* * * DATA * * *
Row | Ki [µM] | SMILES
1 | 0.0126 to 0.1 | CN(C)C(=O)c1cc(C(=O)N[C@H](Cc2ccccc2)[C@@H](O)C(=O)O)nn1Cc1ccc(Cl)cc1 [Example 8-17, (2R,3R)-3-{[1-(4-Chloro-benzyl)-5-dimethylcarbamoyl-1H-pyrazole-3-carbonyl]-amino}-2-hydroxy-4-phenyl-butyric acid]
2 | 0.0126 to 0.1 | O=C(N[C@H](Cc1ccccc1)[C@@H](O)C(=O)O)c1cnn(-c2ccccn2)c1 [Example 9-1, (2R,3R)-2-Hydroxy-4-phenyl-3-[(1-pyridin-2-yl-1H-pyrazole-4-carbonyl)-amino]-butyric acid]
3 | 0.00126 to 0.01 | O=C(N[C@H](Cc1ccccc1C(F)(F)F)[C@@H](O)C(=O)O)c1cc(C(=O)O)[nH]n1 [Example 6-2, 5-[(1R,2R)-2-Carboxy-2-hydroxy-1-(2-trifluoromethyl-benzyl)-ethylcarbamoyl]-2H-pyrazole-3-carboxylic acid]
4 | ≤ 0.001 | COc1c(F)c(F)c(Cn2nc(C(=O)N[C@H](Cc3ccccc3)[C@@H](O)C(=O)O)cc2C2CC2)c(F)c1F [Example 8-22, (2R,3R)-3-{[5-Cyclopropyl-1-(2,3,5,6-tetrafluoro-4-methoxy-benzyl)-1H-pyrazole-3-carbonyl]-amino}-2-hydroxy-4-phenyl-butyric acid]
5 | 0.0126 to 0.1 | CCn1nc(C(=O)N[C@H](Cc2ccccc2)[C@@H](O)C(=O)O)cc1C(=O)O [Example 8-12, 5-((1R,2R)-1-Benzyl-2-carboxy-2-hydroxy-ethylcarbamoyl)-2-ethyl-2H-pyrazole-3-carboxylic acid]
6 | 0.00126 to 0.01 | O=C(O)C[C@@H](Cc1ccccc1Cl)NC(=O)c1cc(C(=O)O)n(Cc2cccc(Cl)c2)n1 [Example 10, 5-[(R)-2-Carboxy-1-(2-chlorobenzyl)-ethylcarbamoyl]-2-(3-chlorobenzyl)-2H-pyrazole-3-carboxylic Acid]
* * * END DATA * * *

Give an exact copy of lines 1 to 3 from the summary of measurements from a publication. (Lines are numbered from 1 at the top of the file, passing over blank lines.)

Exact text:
Row | Ki [µM] | SMILES
1 | 0.0126 to 0.1 | CN(C)C(=O)c1cc(C(=O)N[C@H](Cc2ccccc2)[C@@H](O)C(=O)O)nn1Cc1ccc(Cl)cc1 [Example 8-17, (2R,3R)-3-{[1-(4-Chloro-benzyl)-5-dimethylcarbamoyl-1H-pyrazole-3-carbonyl]-amino}-2-hydroxy-4-phenyl-butyric acid]
2 | 0.0126 to 0.1 | O=C(N[C@H](Cc1ccccc1)[C@@H](O)C(=O)O)c1cnn(-c2ccccn2)c1 [Example 9-1, (2R,3R)-2-Hydroxy-4-phenyl-3-[(1-pyridin-2-yl-1H-pyrazole-4-carbonyl)-amino]-butyric acid]